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Adult Obesity Rates for Blacks Topped 40 Percent in 15 States; Whites Topped 30 Percent in Four

Twelve states now have obesity rates above 30 percent. Four years ago, only one state was above 30 percent.

Adult obesity rates increased in 16 states in the past year and did not decline in any state, according to F as in Fat: How Obesity Threatens America’s Future 2011, a report from Trust for America’s Health (TFAH) and the Robert Wood Johnson Foundation (RWJF).

The obesity epidemic continues to be most dramatic in the South, which includes nine of the 10 states with the highest adult obesity rates. States in the Northeast and West tend to have lower rates. Mississippi maintained the highest adult obesity rate for the seventh year in a row, and Colorado has the lowest obesity rate and is the only state with a rate under 20 percent.

This year, for the first time, the report examined how the obesity epidemic has grown over the past two decades. Twenty years ago, no state had an obesity rate above 15 percent. Today, more than two out of three states, 38 total, have obesity rates over 25 percent, and just one has a rate lower than 20 percent. Since 1995, when data was available for every state, obesity rates have doubled in seven states and increased by at least 90 percent in 10 others.

Since 1995, diabetes rates have doubled in eight states

Obesity rates have grown fastest in Oklahoma, Alabama, and Tennessee, and slowest in Washington, D.C., Colorado, and Connecticut.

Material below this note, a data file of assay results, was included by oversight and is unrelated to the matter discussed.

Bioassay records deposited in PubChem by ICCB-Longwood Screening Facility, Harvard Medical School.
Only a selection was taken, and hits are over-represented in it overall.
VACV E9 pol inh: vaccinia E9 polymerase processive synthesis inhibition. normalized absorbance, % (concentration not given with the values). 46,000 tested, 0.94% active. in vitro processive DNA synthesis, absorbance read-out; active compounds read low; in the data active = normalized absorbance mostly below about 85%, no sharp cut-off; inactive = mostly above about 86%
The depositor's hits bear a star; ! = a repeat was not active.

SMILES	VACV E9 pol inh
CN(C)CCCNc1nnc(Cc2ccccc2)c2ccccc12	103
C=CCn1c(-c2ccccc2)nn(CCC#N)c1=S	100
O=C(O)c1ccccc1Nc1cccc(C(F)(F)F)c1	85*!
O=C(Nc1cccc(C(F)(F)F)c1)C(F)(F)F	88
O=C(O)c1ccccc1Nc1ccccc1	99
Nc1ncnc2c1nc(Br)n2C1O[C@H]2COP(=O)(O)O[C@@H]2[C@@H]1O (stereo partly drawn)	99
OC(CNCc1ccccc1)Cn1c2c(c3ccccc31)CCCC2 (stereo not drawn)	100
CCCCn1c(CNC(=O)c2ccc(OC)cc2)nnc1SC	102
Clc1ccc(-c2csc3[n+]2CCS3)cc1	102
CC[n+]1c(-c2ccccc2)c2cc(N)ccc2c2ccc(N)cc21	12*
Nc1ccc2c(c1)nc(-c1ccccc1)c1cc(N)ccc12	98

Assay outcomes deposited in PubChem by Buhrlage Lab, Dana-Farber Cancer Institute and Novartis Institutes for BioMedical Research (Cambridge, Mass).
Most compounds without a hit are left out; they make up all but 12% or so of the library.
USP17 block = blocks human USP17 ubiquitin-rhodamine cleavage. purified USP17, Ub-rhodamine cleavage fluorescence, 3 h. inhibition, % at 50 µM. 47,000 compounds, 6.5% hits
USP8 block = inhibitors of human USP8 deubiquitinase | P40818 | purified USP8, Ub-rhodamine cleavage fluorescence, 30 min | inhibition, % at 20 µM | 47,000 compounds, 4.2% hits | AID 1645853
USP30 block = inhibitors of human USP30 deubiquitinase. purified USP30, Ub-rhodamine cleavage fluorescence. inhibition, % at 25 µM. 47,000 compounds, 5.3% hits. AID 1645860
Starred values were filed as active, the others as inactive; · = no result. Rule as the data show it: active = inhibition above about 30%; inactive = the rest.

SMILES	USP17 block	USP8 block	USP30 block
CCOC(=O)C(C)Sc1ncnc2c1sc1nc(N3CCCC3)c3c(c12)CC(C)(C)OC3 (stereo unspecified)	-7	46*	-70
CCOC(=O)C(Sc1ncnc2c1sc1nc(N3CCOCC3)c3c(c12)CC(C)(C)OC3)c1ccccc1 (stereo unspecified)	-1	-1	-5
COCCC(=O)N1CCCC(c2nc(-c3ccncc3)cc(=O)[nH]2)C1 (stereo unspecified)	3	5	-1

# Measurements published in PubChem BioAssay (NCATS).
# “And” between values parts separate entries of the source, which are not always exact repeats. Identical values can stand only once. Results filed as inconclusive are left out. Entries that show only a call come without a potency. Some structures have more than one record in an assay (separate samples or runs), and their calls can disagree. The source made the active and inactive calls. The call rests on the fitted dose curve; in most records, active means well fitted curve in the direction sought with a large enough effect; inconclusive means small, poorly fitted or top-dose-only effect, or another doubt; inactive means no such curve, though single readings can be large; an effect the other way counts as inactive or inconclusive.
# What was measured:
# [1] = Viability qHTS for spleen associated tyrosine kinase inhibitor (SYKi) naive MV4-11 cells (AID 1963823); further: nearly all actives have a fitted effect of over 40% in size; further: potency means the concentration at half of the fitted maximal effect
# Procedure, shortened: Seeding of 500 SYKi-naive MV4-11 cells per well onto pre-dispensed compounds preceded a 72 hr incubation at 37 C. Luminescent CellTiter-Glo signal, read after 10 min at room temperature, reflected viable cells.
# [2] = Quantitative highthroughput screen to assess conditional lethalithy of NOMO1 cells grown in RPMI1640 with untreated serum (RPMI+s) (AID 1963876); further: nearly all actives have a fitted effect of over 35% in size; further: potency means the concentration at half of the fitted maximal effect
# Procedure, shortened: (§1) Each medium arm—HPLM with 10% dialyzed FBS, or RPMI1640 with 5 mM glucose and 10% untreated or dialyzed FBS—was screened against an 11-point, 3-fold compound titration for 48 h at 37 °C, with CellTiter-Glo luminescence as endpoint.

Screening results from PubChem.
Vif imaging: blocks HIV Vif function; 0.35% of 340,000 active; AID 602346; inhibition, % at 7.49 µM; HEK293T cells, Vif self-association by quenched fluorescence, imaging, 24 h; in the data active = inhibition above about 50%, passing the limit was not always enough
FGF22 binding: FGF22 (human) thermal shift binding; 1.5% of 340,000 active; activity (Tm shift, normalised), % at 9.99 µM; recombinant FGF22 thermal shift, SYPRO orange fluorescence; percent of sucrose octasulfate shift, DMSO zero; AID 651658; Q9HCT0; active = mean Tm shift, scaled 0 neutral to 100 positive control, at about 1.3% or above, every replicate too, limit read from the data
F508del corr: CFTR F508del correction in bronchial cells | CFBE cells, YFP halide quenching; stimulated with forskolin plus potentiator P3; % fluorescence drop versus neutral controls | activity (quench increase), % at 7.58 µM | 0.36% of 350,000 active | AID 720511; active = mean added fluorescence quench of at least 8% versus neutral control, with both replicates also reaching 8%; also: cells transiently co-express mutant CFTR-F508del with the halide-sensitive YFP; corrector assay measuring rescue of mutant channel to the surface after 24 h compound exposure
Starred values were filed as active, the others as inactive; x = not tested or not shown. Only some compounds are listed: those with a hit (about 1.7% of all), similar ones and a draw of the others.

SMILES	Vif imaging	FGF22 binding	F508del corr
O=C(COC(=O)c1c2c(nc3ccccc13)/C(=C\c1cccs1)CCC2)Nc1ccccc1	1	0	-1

“Today, the state with the lowest obesity rate would have had the highest rate in 1995,” said Jeff Levi, Ph.D., executive director of TFAH. “There was a clear tipping point in our national weight gain over the last twenty years, and we can’t afford to ignore the impact obesity has on our health and corresponding health care spending.”

Obesity has long been associated with other severe health problems, including diabetes and high blood pressure. New data in the report show how rates of both also have risen dramatically over the last two decades.

Since 1995, diabetes rates have doubled in eight states. Then, only four states had diabetes rates above 6 percent. Now, 43 states have diabetes rates over 7 percent, and 32 have rates above 8 percent. Twenty years ago, 37 states had hypertension rates over 20 percent. Now, every state is over 20 percent, with nine over 30 percent.

Racial and ethnic minority adults, and those with less education or who make less money, continue to have the highest overall obesity rates:

  • Adult obesity rates for Blacks topped 40 percent in 15 states, 35 percent in 35 states, and 30 percent in 42 states and D.C.
  • Rates of adult obesity among Latinos were above 35 percent in four states (Mississippi, North Dakota, South Carolina, and Texas) and at least 30 percent in 23 states.
  • Meanwhile, rates of adult obesity for Whites topped 30 percent in just four states (Kentucky, Mississippi, Tennessee, and West Virginia) and no state had a rate higher than 32.1 percent.